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Kyiv: NATO allies pledged on Tuesday more weapons and equipment for Kyiv to help restore Ukraine’s power and turn off the heat from Russian missile and drone strikes, as airstrikes across Ukraine began for the first time this week. The sirens started sounding.
Ukrainians fled through the streets to bomb shelters, although later everything became clear throughout the country. Russian forces targeted Ukrainian positions in the eastern Donetsk region with artillery, mortars and tanks.
Foreign ministers from the NATO alliance, including US Secretary of State Antony Blinken, began a two-day meeting in Bucharest seeking ways to keep Ukrainians safe and warm and keep Kyiv’s forces afloat through the coming winter campaign.
“We need air defense, IRIS, Hawks, Patriots, and we need transformers (for our energy needs),” Ukrainian Foreign Minister Dmytro Kuleba told reporters on the sidelines of a NATO meeting, enumerating various Western air defense systems. needed.”
“In short: patriots and transformers are what Ukraine needs most.”
Former Russian President Dmitry Medvedev warned NATO against providing patriots to Ukraine and denounced the Atlantic alliance as a “criminal entity” for arming “Ukrainian radicals”.
NATO Secretary General Jens Stoltenberg said Russian President Vladimir Putin was “trying to use winter as a weapon of war” as Moscow’s forces were defeated on the battlefield.
In a statement, NATO ministers condemned Russia’s “relentless and unconscionable attacks on Ukrainian civilian and energy infrastructure” and reaffirmed a 2008 decision that Ukraine would eventually join the alliance. But it has not announced any concrete steps or timetable that would bring it closer to NATO.
US and European officials said the ministers would focus in their talks on non-lethal aid such as fuel, medical supplies and winter equipment, as well as military aid. Washington said it would provide $53 million to buy Power Grid equipment.
Lithuania’s Foreign Minister Gabrielius Landsbergis urged his NATO allies to make a political decision to send advanced battle tanks to Ukraine to give them a military edge against Russian forces. Western powers are reluctant to go down that path for fear of direct conflict with Russia.
accumulated damage
Russia has been carrying out major attacks on Ukraine’s electricity transmission and heating infrastructure roughly weekly since October, which Kyiv and its allies say is a deliberate campaign to harm civilians, a war crime .
Moscow says it does not intend to hurt civilians, but their suffering will only end if Kyiv accepts its demands, which it has not clarified. Although Kyiv says it shoots down most incoming missiles, the damage continues to mount and the effects more severe with each attack.
A senior US military official said on Tuesday that Russia was firing unarmed cruise missiles designed to carry nuclear warheads at targets in Ukraine in an attempt to whittle down Kyiv’s air defense stockpile.
The deadliest attack to date took place on 23 November, plunging millions of Ukrainians into the cold and darkness. President Volodymyr Zelensky earlier this week told Ukrainians to expect another one soon that would be the least damaging.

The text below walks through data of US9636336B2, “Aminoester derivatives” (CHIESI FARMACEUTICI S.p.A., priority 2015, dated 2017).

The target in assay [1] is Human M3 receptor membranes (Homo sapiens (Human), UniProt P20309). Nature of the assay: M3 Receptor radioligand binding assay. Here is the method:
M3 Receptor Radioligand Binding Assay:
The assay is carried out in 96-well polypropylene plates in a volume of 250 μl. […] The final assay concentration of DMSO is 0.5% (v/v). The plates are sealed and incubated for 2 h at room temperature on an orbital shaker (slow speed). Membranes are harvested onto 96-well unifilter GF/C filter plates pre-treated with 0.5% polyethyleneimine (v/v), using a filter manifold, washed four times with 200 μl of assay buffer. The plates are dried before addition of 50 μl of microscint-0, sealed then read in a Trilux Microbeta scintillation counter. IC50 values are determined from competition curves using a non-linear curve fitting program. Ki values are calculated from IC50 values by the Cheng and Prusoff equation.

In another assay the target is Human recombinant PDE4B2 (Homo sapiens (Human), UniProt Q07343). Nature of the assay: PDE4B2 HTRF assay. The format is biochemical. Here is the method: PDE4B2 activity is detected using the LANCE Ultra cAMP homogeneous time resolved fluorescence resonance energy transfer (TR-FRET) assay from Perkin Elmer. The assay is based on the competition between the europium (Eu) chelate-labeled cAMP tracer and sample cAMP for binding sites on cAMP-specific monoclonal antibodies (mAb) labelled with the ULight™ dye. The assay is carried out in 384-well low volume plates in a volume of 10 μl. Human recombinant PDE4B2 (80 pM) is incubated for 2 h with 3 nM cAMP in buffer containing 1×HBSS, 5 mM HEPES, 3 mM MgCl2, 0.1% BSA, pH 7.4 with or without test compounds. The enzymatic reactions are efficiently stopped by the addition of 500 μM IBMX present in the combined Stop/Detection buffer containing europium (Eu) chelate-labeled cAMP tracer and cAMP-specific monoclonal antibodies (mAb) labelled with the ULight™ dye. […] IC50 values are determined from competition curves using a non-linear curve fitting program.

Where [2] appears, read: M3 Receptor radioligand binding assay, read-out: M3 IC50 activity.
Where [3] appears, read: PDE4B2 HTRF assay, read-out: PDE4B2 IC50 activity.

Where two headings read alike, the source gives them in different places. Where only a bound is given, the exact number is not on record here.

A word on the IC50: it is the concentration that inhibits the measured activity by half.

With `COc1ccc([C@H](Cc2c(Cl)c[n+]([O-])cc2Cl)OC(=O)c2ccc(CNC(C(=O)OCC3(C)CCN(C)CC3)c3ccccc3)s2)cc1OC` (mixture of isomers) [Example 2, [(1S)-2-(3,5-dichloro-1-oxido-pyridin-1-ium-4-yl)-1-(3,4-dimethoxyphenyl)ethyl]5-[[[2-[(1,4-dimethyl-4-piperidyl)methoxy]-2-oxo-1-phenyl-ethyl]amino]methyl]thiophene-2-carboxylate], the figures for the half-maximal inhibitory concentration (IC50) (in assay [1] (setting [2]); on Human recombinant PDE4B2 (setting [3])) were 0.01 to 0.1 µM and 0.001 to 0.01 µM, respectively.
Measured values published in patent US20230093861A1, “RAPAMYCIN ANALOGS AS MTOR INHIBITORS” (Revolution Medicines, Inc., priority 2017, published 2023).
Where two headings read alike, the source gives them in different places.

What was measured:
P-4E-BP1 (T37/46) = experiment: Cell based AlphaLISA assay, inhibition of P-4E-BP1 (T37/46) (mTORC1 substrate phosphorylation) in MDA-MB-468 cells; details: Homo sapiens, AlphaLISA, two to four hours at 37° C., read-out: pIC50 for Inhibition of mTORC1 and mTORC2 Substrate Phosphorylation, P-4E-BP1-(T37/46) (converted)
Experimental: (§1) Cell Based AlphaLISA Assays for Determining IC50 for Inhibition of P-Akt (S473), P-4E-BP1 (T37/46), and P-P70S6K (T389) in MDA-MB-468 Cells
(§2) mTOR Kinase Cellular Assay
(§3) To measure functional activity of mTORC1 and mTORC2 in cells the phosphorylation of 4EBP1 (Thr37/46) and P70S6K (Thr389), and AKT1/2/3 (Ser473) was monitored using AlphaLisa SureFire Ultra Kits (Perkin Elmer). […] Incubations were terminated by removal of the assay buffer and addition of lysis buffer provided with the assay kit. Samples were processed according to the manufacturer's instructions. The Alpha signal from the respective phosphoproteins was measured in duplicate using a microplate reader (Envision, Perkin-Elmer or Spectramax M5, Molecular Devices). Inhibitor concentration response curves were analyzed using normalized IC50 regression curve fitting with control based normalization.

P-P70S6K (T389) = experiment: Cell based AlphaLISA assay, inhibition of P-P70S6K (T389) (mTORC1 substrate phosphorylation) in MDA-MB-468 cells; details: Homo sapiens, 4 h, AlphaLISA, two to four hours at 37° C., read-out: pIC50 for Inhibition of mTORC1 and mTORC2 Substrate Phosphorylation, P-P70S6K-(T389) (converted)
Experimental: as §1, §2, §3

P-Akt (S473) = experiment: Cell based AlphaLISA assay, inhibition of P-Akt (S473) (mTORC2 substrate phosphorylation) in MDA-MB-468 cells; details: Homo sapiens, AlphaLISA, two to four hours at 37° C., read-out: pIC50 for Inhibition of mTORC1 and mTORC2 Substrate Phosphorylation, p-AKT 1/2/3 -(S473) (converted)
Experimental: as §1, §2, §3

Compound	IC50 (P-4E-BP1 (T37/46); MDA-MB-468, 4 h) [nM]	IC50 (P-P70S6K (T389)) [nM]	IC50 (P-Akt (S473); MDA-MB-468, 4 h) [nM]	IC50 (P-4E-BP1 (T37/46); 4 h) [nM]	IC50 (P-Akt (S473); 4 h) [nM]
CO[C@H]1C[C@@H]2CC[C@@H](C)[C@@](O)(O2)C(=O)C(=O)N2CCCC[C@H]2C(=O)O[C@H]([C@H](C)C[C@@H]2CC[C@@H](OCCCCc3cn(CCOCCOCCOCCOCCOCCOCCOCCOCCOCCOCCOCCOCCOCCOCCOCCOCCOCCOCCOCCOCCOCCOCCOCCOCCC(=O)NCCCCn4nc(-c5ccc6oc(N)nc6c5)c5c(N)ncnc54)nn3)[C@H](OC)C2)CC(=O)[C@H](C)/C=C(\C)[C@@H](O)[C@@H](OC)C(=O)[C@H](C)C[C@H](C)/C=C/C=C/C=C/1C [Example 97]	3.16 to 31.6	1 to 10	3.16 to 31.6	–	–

There is no political dialogue to end the war. Moscow has annexed Ukrainian territory, which it says it will never give up; Ukraine says it will fight until it takes back all the occupied land.
Kyiv said it wanted the weapons to help it end the war – by winning it.
“No eloquent speech will say more than concrete action. ‘Patriot’, ‘F-16’ or ‘Leopard’ for Ukraine.
‘The risks are rising’
Russia this week canceled nuclear talks with the US at the last minute. Moscow said it had no choice but to cancel talks aimed at resuming inspections under an arms control treaty after Washington refused to address its wider concerns about strategic stability.
Russian news agencies quoted Deputy Foreign Minister Sergei Ryabkov as warning Washington of unspecified risks as Russia backs Kyiv against a “special military operation” to disarm its neighbor.
“We are sending a signal to the Americans that their line of escalation and deep involvement in this conflict is fraught with serious consequences. The risks are growing,” Rybakov said.
In Kyiv, snow was falling and temperatures were hovering around freezing as millions of people in and around the capital struggled to heat their homes. After a week of efforts to restore power from the previous attacks, national grid operator Ukrainergo said the system was still 30 percent short of needed electricity.
Ukraine’s military general staff said Tuesday evening that Russian forces in the Donetsk region were continuing to focus on the towns of Bakhmut and Avdeevka. Russian missile attack on Liman kills one person and injures three others.
The General Staff said Ukrainian aircraft carried out nine strikes targeting Russian troops and equipment, particularly in the south-central Zaporizhzhya region.
In the southern Kherson and Krivy Rih regions, Russian forces are strengthening their defenses and continuing artillery strikes, including on the city of Kherson, which Ukraine recently captured.
Reuters could not independently verify reports from the battlefield.
Kherson’s regional governor, Yaroslav Yanushevich, said power had been restored to 50 percent of Kherson city after heavy Russian shelling.
Both sides would have to keep supplies and healthy troops in cold, wet trenches for the first long winter of the war, a major challenge for the Russians as an invading force with longer and more vulnerable supply lines.